Fidest – Agenzia giornalistica/press agency

Quotidiano di informazione – Anno 31 n° 229

Posts Tagged ‘intersex’

MEPs call for full protection of intersex people’s rights

Posted by fidest press agency su domenica, 2 dicembre 2018

Intersex children in the EU still face human rights violations and genital mutilations. Member States asked to ensure depathologisation of intersexuality MEPs condemn the normalisation of sex treatments and surgery Birth registration procedures should be more flexible Civil Liberties MEPs urge the European Commission and member states to put measures forward for protecting and promoting the rights of intersex people in the EU.They denounce that intersex children still face human rights violations and genital mutilations in the EU, and that intersex variations continue to be treated as diseases, despite the lack of evidence supporting the success of medical treatments in the long term. They also demand more flexibility in birth registration procedures and facilitating the change of names on identity cards.In a resolution adopted with 30 votes to 7, the Committee stressed that intersexuality should no longer be dealt with as a pathology, and called on member states to pursue the removal of the category of “gender incongruence in childhood” in the International Classification of Diseases of the World Health Organisation.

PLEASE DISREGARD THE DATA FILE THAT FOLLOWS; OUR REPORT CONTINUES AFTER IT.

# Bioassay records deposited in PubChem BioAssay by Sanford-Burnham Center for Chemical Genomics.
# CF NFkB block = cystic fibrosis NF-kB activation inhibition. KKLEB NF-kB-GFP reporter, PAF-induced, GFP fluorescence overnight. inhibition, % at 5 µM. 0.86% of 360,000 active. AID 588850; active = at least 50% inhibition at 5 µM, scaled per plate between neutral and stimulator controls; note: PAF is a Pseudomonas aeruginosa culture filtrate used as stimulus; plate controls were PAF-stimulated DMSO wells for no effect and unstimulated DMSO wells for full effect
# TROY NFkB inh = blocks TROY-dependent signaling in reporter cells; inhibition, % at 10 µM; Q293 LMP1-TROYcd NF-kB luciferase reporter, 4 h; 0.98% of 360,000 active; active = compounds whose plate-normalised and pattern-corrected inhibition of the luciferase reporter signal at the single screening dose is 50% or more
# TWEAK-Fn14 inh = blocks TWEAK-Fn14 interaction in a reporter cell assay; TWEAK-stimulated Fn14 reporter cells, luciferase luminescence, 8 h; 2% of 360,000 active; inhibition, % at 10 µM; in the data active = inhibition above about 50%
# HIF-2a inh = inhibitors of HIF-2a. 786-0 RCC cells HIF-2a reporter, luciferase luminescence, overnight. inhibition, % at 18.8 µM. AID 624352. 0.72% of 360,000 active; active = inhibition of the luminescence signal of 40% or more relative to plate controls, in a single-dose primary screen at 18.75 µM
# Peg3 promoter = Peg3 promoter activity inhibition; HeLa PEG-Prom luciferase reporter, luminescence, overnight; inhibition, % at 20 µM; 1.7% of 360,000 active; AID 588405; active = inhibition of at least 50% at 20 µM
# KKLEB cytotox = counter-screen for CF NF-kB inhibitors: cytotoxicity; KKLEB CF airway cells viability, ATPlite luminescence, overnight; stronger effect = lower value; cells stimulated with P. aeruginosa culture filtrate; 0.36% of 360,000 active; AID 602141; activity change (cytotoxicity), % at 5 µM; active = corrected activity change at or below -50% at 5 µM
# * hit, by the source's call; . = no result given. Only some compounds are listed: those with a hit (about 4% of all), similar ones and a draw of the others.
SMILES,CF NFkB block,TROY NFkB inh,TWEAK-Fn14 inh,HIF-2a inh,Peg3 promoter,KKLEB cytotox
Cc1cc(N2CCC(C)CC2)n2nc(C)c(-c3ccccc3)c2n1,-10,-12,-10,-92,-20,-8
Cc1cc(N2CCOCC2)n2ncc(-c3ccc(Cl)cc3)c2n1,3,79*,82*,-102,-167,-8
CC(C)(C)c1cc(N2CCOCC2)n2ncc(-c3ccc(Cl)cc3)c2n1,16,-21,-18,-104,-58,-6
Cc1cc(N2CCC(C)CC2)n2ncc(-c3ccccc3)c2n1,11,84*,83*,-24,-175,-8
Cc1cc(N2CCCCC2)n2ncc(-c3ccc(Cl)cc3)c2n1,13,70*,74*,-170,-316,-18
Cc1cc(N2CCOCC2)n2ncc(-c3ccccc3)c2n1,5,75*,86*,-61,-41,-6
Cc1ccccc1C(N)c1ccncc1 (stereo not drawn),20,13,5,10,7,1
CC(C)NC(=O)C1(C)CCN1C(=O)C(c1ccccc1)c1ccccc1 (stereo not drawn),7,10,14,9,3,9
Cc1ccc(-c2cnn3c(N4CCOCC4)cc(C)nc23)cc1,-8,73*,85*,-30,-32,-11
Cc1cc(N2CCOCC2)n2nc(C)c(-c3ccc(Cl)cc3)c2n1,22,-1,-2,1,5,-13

MEPs condemn the high prevalence of sex normalising treatments and surgery, despite not being medically necessary in most of the cases, and encourage EU countries to follow the example of those, such as Portugal and Malta, where these surgical procedures are banned.